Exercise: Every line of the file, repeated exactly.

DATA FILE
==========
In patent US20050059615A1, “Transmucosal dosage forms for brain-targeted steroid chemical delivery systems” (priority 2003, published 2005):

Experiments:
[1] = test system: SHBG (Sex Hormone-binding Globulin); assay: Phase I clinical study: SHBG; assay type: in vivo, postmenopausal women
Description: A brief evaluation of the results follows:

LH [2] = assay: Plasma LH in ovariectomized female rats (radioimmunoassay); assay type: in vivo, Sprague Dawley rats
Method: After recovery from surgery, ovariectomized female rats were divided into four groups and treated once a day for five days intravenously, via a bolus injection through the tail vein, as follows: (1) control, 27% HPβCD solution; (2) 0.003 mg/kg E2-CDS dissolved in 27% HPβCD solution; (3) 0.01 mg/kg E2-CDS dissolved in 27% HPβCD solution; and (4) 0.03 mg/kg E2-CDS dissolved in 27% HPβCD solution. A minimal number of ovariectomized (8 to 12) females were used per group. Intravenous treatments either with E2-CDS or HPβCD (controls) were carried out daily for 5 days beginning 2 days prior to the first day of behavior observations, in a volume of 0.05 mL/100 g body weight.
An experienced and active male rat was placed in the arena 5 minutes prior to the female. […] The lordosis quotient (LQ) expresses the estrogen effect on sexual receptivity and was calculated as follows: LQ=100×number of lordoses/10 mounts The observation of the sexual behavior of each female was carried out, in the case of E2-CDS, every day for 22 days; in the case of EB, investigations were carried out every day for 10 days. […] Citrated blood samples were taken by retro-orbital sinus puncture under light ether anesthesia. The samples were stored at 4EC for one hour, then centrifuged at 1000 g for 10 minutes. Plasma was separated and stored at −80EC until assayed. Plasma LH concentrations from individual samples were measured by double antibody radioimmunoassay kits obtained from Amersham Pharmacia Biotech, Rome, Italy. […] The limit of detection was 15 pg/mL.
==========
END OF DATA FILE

In patent US20050059615A1, “Transmucosal dosage forms for brain-targeted steroid chemical delivery systems” (priority 2003, published 2005):

Experiments:
[1] = test system: SHBG (Sex Hormone-binding Globulin); assay: Phase I clinical study: SHBG; assay type: in vivo, postmenopausal women
Description: A brief evaluation of the results follows:

LH [2] = assay: Plasma LH in ovariectomized female rats (radioimmunoassay); assay type: in vivo, Sprague Dawley rats
Method: After recovery from surgery, ovariectomized female rats were divided into four groups and treated once a day for five days intravenously, via a bolus injection through the tail vein, as follows: (1) control, 27% HPβCD solution; (2) 0.003 mg/kg E2-CDS dissolved in 27% HPβCD solution; (3) 0.01 mg/kg E2-CDS dissolved in 27% HPβCD solution; and (4) 0.03 mg/kg E2-CDS dissolved in 27% HPβCD solution. A minimal number of ovariectomized (8 to 12) females were used per group. Intravenous treatments either with E2-CDS or HPβCD (controls) were carried out daily for 5 days beginning 2 days prior to the first day of behavior observations, in a volume of 0.05 mL/100 g body weight.
An experienced and active male rat was placed in the arena 5 minutes prior to the female. […] The lordosis quotient (LQ) expresses the estrogen effect on sexual receptivity and was calculated as follows: LQ=100×number of lordoses/10 mounts The observation of the sexual behavior of each female was carried out, in the case of E2-CDS, every day for 22 days; in the case of EB, investigations were carried out every day for 10 days. […] Citrated blood samples were taken by retro-orbital sinus puncture under light ether anesthesia. The samples were stored at 4EC for one hour, then centrifuged at 1000 g for 10 minutes. Plasma was separated and stored at −80EC until assayed. Plasma LH concentrations from individual samples were measured by double antibody radioimmunoassay kits obtained from Amersham Pharmacia Biotech, Rome, Italy. […] The limit of detection was 15 pg/mL.